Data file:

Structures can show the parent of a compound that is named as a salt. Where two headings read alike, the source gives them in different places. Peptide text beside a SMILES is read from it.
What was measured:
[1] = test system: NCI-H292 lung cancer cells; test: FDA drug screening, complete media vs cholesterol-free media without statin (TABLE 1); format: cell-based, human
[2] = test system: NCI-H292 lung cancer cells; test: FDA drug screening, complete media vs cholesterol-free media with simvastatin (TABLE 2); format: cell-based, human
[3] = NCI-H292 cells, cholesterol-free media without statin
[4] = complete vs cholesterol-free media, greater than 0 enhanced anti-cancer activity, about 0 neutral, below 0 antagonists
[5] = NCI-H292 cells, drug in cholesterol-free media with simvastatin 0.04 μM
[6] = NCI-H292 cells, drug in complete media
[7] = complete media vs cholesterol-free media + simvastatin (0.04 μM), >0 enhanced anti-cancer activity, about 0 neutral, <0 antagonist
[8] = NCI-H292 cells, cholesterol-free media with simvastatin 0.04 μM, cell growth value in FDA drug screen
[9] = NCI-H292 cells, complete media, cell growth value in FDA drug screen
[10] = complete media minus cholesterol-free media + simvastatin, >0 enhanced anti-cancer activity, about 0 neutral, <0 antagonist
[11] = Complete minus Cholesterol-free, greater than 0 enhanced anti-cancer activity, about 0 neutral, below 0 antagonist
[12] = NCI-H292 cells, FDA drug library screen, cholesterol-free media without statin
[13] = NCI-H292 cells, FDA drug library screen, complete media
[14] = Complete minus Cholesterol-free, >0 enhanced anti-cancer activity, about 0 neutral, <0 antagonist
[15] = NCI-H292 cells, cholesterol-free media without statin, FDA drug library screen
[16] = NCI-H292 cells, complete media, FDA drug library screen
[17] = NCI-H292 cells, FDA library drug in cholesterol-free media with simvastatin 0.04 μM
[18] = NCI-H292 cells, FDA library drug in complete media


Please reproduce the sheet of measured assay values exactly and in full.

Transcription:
Structures can show the parent of a compound that is named as a salt. Where two headings read alike, the source gives them in different places. Peptide text beside a SMILES is read from it.
What was measured:
[1] = test system: NCI-H292 lung cancer cells; test: FDA drug screening, complete media vs cholesterol-free media without statin (TABLE 1); format: cell-based, human
[2] = test system: NCI-H292 lung cancer cells; test: FDA drug screening, complete media vs cholesterol-free media with simvastatin (TABLE 2); format: cell-based, human
[3] = NCI-H292 cells, cholesterol-free media without statin
[4] = complete vs cholesterol-free media, greater than 0 enhanced anti-cancer activity, about 0 neutral, below 0 antagonists
[5] = NCI-H292 cells, drug in cholesterol-free media with simvastatin 0.04 μM
[6] = NCI-H292 cells, drug in complete media
[7] = complete media vs cholesterol-free media + simvastatin (0.04 μM), >0 enhanced anti-cancer activity, about 0 neutral, <0 antagonist
[8] = NCI-H292 cells, cholesterol-free media with simvastatin 0.04 μM, cell growth value in FDA drug screen
[9] = NCI-H292 cells, complete media, cell growth value in FDA drug screen
[10] = complete media minus cholesterol-free media + simvastatin, >0 enhanced anti-cancer activity, about 0 neutral, <0 antagonist
[11] = Complete minus Cholesterol-free, greater than 0 enhanced anti-cancer activity, about 0 neutral, below 0 antagonist
[12] = NCI-H292 cells, FDA drug library screen, cholesterol-free media without statin
[13] = NCI-H292 cells, FDA drug library screen, complete media
[14] = Complete minus Cholesterol-free, >0 enhanced anti-cancer activity, about 0 neutral, <0 antagonist
[15] = NCI-H292 cells, cholesterol-free media without statin, FDA drug library screen
[16] = NCI-H292 cells, complete media, FDA drug library screen
[17] = NCI-H292 cells, FDA library drug in cholesterol-free media with simvastatin 0.04 μM
[18] = NCI-H292 cells, FDA library drug in complete media